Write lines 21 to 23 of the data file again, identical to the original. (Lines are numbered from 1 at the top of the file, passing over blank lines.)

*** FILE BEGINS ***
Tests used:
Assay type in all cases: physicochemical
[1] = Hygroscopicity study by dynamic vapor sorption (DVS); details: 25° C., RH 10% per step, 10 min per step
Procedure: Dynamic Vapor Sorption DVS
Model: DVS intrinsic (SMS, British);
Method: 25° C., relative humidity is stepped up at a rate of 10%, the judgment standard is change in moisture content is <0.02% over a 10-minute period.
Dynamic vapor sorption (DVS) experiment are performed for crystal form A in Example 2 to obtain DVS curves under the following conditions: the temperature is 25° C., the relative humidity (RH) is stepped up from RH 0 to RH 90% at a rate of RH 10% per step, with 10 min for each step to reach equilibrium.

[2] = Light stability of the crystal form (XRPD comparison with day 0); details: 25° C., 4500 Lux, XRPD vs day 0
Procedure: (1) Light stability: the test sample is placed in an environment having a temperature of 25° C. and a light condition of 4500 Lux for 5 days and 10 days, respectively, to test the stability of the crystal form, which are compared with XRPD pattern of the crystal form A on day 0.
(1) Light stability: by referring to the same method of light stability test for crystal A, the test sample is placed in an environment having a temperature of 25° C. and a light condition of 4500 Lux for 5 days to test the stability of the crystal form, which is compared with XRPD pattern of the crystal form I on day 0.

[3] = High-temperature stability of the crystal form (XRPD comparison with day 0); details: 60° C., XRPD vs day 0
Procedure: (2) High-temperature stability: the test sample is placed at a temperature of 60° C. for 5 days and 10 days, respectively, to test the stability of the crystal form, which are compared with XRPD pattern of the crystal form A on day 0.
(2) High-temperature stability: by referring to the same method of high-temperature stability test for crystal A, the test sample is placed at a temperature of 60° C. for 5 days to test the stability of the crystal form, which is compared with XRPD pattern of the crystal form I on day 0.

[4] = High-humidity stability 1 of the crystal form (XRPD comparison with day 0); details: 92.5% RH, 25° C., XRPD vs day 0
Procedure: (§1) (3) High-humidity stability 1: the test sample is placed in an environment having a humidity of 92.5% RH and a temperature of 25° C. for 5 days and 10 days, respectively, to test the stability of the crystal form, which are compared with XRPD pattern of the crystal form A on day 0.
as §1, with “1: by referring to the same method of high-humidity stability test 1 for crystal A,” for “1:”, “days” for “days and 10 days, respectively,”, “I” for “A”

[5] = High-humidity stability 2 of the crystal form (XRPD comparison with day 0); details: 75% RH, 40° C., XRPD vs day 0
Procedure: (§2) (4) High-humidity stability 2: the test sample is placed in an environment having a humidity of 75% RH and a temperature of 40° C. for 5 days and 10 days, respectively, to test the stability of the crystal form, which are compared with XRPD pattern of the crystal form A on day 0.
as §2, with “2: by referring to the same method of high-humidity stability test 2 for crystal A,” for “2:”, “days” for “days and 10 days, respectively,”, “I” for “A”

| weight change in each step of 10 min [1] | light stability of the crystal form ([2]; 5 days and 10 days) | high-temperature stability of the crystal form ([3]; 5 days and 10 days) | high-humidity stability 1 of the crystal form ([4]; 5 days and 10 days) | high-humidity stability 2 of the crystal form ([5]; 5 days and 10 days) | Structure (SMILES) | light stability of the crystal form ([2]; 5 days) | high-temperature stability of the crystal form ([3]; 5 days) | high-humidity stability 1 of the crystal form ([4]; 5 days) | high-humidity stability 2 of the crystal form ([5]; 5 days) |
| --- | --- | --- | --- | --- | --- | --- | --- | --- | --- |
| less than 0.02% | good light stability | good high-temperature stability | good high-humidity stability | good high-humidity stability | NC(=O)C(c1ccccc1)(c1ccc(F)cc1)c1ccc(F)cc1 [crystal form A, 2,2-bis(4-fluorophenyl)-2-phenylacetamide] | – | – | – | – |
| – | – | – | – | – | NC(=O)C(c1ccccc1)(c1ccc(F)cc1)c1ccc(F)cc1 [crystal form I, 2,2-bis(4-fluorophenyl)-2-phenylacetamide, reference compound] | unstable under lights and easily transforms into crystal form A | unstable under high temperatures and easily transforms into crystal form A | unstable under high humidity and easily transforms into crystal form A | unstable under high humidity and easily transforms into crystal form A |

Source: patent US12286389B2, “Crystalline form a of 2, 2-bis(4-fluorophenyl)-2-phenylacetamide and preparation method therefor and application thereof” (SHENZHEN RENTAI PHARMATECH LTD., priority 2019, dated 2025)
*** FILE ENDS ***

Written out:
| --- | --- | --- | --- | --- | --- | --- | --- | --- | --- |
| less than 0.02% | good light stability | good high-temperature stability | good high-humidity stability | good high-humidity stability | NC(=O)C(c1ccccc1)(c1ccc(F)cc1)c1ccc(F)cc1 [crystal form A, 2,2-bis(4-fluorophenyl)-2-phenylacetamide] | – | – | – | – |
| – | – | – | – | – | NC(=O)C(c1ccccc1)(c1ccc(F)cc1)c1ccc(F)cc1 [crystal form I, 2,2-bis(4-fluorophenyl)-2-phenylacetamide, reference compound] | unstable under lights and easily transforms into crystal form A | unstable under high temperatures and easily transforms into crystal form A | unstable under high humidity and easily transforms into crystal form A | unstable under high humidity and easily transforms into crystal form A |